Wednesday, 8 August 2012

Going up high on the coast at Höga Kusten, Kvarken Archipelago

View from Skuleberget

Steps on Skuleberget - perfect solution for Mow Cop?
View from Skuleberget
Isostatic uplift following the ice age means the High Coast/Höga Kusten in Sweden is still rising 10,000 years after the last ice age glaciers pushed the land down. The evidence includes raised beaches on tops of the local hills. Another example of geology in the making. And, yet another UNESCO World Heritage site as part of the Kvarken Archipelago.
Skuleberget (School mountain) summit
So, for me, a perfect place to take a break from the long drive through Lapland and explore. Especially as the sun was shining - at times.

I started with the rather popular Skuleberget from the Naturum visitor centre. I confess I did not use the Via Ferrata route - on the other hand I didn't use the ski-lift from the other side of the hill either. As it was late afternoon I had the summit to myself .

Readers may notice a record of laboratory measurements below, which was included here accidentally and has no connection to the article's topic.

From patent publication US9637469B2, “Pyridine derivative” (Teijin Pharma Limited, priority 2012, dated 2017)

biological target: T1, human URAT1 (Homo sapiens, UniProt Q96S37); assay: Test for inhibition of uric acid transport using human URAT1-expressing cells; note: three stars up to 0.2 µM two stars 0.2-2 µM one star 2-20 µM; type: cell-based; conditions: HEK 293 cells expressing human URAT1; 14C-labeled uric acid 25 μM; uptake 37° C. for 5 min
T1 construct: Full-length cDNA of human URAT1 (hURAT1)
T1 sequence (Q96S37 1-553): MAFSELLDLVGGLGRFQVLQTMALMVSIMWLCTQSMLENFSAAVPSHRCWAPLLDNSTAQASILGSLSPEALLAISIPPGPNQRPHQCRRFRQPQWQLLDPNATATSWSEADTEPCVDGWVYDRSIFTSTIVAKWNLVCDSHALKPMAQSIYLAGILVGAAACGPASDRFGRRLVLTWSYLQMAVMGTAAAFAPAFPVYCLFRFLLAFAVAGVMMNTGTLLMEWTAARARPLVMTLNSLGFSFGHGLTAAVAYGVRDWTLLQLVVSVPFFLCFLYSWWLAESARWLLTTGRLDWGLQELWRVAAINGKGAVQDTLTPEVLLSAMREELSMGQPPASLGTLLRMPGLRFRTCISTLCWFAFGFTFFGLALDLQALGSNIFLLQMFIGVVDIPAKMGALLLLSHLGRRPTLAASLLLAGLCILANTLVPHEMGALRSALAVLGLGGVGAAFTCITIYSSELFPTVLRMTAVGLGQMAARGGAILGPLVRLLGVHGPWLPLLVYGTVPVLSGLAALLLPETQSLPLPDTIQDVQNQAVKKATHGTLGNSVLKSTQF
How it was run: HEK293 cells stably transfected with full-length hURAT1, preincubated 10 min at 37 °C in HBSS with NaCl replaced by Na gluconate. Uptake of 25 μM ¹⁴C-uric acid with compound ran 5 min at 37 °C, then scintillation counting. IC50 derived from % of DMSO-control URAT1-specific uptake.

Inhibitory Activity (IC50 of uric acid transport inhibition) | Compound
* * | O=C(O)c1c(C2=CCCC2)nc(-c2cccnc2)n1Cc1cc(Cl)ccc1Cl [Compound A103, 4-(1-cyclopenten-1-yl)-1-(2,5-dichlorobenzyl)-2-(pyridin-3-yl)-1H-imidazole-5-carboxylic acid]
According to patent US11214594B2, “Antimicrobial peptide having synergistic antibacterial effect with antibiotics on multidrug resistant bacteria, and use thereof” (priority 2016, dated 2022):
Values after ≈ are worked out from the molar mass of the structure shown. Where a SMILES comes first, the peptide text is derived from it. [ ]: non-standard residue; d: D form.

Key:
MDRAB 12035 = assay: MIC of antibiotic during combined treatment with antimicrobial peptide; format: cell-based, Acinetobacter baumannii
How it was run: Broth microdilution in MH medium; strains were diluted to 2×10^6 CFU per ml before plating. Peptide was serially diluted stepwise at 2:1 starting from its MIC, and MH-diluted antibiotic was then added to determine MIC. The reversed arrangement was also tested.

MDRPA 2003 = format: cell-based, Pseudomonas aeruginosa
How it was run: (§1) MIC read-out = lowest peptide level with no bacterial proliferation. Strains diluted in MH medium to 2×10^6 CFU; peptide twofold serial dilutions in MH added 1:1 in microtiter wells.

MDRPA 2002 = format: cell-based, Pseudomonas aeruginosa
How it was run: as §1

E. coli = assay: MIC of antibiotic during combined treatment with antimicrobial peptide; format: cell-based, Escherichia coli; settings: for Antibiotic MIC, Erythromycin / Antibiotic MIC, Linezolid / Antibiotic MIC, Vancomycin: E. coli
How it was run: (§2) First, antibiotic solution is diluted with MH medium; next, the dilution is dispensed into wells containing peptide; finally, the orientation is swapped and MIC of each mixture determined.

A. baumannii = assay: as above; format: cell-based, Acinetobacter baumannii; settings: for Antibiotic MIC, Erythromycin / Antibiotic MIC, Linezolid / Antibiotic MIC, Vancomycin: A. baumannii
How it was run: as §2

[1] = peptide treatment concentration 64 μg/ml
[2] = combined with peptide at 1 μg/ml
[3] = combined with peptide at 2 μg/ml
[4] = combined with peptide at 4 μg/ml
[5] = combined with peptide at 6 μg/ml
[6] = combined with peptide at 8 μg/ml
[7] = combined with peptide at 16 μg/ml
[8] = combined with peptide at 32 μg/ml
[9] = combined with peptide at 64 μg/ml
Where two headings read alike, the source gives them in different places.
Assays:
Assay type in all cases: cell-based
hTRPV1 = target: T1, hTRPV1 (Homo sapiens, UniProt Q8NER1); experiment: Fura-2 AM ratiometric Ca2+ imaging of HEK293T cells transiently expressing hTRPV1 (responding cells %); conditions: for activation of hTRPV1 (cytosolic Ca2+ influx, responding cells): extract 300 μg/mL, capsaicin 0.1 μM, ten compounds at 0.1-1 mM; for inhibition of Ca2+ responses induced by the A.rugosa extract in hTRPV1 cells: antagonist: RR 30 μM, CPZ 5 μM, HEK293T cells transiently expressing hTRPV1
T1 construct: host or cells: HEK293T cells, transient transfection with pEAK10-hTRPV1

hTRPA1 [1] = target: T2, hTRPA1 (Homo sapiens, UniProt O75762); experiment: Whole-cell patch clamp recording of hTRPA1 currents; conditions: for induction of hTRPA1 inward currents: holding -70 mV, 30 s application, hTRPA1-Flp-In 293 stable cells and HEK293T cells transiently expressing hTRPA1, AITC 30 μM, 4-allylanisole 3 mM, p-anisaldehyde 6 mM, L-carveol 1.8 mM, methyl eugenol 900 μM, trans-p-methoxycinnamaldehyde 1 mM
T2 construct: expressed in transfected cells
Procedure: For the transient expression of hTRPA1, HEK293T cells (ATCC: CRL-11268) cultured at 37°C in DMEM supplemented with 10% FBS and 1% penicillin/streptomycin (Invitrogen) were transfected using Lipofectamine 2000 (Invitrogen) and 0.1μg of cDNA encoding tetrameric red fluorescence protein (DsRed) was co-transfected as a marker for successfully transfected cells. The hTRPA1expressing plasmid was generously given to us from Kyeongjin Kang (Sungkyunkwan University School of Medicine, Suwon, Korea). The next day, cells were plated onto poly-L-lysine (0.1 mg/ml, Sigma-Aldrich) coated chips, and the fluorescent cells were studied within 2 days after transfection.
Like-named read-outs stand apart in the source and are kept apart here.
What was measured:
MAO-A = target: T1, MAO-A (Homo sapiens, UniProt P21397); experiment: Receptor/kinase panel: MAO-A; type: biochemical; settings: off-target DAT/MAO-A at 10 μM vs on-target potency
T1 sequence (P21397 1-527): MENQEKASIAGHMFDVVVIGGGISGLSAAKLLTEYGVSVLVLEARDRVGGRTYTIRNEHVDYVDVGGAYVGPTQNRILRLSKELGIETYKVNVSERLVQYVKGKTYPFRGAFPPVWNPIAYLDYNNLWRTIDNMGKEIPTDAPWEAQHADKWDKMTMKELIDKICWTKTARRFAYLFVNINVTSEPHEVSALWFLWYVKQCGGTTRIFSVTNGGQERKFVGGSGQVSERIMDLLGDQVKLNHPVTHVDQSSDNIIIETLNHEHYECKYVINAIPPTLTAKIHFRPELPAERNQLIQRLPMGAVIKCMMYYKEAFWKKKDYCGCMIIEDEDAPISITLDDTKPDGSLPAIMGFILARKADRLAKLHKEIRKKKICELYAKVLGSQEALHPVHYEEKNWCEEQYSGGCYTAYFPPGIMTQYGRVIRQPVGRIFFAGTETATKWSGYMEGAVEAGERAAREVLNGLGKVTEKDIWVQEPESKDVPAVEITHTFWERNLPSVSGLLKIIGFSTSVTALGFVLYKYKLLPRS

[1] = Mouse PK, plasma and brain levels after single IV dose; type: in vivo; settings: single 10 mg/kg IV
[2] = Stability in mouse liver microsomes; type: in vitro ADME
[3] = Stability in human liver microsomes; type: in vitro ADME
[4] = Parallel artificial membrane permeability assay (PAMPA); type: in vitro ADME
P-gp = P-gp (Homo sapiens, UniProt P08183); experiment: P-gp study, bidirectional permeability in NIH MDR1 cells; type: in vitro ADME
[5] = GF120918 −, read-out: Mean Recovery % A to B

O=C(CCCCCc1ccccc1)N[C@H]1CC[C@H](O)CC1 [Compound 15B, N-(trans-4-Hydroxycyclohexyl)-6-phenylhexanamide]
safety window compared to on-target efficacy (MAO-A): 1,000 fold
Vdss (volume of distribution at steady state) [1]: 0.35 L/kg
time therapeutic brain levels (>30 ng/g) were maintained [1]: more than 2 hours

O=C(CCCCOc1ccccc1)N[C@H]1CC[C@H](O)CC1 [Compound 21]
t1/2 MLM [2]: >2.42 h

Next day I went to have a look at the ravine Slattsdalsskrett in the Skuleskogen national park and then up onto the hill summit. Much of the route to the ravine was on slippy wooden boards - I think I would have preferred stumbling over the mix of tree roots and boulders underneath.

First time I have seen a picnic table on a 'Marilyn' summit – Hogklinten

The SOTA (Summits on the Air) website lists a number of 'Marilyns' in the area - although suspiciously their prominence figures are all rounded to the nearest 10 and there seems to be quite a lot of P150s. I decided to go for one of the highest if not the most prominent, Hogklinten (281m/P150) - mainly because there seemed to be a track all the way to the top.

Bouldery beach high up on Hogklinten

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